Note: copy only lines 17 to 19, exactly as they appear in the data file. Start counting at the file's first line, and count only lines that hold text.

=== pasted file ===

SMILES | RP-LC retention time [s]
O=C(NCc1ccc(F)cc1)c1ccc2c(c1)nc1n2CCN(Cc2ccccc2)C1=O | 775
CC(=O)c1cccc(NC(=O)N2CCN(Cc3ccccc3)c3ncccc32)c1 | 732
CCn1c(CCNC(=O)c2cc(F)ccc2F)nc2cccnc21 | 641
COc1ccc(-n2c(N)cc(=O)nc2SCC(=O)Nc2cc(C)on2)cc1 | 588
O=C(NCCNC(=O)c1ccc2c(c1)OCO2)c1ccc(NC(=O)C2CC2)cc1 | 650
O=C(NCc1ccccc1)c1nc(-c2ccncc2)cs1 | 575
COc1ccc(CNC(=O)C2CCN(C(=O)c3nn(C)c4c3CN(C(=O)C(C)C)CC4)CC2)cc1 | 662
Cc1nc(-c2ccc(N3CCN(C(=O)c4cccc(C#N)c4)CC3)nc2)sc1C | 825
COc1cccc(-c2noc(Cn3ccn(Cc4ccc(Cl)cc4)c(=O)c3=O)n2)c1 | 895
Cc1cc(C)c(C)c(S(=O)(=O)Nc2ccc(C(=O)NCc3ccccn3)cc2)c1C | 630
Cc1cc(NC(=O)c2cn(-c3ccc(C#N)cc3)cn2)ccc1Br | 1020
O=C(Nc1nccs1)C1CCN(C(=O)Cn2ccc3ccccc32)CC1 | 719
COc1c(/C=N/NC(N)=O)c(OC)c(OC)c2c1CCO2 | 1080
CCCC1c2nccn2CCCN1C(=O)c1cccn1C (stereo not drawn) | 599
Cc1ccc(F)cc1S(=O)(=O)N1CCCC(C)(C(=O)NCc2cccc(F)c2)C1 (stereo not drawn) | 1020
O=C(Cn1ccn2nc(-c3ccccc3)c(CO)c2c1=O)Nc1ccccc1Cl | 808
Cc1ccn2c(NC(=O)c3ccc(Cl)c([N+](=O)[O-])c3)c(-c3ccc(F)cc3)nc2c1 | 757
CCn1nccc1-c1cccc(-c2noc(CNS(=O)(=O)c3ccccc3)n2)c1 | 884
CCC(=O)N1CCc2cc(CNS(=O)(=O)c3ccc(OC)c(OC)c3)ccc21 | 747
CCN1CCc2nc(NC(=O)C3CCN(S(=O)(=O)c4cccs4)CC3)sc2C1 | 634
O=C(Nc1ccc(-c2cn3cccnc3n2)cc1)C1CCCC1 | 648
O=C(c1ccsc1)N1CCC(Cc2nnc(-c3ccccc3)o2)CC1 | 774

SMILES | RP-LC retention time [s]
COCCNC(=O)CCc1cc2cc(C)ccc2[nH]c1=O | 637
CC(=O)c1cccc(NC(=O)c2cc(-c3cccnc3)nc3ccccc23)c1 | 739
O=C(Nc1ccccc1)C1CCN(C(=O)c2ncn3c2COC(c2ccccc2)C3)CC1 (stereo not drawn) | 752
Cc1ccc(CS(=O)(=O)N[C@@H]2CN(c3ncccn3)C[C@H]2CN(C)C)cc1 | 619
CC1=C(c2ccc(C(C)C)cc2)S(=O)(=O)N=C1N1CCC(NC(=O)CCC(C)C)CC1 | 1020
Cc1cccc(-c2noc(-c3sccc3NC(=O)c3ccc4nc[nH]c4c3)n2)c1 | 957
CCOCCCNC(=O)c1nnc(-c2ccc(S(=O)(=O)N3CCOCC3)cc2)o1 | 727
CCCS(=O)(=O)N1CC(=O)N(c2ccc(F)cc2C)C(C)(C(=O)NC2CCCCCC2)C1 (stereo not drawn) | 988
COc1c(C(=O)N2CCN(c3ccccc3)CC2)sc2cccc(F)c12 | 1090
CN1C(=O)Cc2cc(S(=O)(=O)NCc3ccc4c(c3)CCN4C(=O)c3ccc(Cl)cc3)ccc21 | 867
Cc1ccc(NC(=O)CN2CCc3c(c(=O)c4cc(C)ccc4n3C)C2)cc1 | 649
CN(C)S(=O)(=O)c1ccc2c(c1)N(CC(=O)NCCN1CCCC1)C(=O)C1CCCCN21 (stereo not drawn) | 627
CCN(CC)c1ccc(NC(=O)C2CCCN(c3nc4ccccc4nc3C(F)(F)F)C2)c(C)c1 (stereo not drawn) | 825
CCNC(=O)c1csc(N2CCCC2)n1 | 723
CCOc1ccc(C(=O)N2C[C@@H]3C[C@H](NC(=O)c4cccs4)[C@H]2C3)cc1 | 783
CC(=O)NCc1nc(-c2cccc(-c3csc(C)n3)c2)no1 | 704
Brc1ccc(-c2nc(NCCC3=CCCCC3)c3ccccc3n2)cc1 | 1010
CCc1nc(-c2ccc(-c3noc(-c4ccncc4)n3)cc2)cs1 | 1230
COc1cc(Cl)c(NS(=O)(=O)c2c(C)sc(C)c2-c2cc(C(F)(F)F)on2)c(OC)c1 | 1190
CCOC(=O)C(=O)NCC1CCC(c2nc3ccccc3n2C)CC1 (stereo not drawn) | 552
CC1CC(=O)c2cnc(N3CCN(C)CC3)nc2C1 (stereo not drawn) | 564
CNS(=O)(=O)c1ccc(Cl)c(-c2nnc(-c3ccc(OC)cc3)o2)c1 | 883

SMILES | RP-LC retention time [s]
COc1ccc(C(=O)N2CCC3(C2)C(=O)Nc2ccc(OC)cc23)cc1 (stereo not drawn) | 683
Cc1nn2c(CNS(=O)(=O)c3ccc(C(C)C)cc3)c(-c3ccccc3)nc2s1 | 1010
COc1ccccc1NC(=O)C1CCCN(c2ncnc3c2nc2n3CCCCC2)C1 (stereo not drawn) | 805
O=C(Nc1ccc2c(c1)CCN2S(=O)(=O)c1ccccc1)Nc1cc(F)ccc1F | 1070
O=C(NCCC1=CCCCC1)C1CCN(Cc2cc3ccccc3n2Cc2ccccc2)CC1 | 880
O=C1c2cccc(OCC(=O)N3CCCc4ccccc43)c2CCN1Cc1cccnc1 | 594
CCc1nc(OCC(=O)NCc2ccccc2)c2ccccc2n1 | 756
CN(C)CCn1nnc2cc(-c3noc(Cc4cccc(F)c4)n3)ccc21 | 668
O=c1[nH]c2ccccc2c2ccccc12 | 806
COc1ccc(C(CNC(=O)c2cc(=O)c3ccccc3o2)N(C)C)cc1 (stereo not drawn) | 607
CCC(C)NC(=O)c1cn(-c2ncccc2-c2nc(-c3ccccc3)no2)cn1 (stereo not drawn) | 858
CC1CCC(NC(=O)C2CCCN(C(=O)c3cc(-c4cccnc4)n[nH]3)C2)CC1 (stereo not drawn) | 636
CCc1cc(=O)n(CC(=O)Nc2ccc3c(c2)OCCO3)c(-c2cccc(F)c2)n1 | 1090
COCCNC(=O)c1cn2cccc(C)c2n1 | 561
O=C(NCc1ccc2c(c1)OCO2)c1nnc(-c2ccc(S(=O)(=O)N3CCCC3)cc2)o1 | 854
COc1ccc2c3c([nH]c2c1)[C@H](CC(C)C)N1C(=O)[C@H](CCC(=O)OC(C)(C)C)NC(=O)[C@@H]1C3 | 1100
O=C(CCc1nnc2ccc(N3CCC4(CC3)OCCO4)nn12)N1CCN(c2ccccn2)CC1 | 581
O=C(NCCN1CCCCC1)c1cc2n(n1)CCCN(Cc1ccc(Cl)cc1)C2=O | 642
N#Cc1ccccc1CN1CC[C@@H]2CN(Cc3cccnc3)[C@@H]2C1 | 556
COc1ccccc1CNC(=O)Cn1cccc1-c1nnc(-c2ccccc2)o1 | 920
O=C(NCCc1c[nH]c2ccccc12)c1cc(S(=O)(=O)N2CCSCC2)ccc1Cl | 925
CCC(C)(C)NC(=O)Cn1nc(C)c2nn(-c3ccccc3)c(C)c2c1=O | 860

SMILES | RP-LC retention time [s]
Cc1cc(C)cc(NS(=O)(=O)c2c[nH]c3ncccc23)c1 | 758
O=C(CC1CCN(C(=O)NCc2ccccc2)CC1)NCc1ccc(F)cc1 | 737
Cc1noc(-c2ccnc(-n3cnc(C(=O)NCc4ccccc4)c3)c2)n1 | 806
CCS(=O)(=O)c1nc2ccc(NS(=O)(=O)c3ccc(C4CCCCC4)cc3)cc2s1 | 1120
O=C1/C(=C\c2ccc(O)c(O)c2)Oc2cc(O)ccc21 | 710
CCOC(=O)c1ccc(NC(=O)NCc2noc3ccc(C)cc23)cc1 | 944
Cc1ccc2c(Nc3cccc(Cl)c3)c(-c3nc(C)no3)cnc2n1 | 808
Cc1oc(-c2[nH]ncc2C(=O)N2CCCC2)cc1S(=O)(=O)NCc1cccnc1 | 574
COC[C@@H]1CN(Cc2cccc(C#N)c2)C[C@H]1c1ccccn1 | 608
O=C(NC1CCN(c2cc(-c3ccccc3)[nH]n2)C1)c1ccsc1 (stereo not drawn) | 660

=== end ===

O=C(Cn1ccn2nc(-c3ccccc3)c(CO)c2c1=O)Nc1ccccc1Cl | 808
Cc1ccn2c(NC(=O)c3ccc(Cl)c([N+](=O)[O-])c3)c(-c3ccc(F)cc3)nc2c1 | 757
CCn1nccc1-c1cccc(-c2noc(CNS(=O)(=O)c3ccccc3)n2)c1 | 884